Pandemic Ultimately May Affect Your Social Security

Writer: Steve Dinnen

If you turn 60 in 2020, happy birthday. The Social Security Administration even has a special gift for you – a drain on your Social Security benefit that promises to never end.

Social Security payments are based on your 35 highest years of earnings. There also is an index that is applied to the growth in average national wages until the worker turns 60, says Kiplinger’s Sandy Block, the always well-informed financial issues writer. This year, because of the economic downturn due to the pandemic, average wages will drop. It doesn’t even matter if your individual pay during the year was unaffected.

Andrew Biggs, former deputy commissioner of the Social Security Administration, estimated for Block that this downward adjustment will cause benefits for those 60-year-olds to fall approximately 9%. For someone who retires at age 67 – the year you can collect full Social Security benefits – Biggs pegged that diminishment at about $2,500 a year.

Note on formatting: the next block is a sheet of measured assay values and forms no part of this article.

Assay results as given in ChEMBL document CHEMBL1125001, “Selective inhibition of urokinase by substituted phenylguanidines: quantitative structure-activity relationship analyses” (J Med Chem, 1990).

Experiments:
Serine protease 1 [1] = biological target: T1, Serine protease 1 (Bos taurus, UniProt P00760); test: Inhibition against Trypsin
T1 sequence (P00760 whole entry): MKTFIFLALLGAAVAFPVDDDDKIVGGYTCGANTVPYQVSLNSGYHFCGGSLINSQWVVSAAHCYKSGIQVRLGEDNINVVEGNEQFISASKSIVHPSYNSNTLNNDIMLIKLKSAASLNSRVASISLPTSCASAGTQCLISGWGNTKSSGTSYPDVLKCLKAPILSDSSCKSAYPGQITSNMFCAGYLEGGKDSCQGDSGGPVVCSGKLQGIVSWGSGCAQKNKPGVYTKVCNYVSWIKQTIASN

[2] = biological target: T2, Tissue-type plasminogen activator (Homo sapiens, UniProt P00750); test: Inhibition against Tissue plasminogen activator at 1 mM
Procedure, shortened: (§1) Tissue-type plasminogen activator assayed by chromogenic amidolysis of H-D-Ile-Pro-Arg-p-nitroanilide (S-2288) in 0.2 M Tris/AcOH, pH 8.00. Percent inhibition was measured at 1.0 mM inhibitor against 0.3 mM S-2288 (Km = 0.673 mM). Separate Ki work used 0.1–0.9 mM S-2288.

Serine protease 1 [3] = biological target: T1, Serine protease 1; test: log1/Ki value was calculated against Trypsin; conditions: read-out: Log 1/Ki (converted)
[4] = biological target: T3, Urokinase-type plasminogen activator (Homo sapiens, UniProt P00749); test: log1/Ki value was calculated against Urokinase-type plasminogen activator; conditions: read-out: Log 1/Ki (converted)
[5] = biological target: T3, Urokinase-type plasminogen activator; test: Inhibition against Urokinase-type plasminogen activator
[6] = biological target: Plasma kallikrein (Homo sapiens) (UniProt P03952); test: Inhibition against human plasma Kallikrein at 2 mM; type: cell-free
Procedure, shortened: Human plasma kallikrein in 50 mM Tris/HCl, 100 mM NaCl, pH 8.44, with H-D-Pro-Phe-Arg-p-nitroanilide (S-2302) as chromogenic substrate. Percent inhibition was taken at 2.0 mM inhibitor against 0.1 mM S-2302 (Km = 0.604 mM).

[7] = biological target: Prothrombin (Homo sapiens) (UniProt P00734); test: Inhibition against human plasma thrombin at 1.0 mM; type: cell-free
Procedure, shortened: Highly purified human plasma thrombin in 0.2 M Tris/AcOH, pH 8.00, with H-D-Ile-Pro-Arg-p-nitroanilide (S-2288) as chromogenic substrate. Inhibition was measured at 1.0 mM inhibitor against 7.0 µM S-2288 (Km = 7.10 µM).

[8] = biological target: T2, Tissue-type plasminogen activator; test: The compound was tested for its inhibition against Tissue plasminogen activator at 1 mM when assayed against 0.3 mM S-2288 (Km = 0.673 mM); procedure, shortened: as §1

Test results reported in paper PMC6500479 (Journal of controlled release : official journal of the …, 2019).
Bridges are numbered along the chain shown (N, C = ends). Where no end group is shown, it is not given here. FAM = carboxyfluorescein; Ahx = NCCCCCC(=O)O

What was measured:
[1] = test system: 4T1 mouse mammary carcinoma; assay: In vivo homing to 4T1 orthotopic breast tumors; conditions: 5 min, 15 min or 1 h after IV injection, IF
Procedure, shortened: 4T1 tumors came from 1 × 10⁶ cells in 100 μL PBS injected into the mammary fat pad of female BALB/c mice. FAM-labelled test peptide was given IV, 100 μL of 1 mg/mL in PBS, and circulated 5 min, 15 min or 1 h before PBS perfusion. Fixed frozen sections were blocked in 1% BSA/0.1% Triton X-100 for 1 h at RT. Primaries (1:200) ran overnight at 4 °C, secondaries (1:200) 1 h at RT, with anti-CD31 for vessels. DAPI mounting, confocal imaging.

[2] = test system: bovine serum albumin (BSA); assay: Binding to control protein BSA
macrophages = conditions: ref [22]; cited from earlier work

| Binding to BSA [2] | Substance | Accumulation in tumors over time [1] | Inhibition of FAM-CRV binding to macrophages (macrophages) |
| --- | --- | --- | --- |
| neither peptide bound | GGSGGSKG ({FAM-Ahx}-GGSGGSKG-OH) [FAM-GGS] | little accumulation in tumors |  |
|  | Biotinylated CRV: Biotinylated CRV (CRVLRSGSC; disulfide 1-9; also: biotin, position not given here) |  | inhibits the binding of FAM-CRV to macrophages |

If you live to 84, you’ll receive Social Security for 17 years and pile up a deficit of $42,500. There’s no way around this other than to stall your retirement – you build up an additional credit of around 8% for every year you delay receiving benefits past full retirement age.

Just one more way this pandemic is messing things up.

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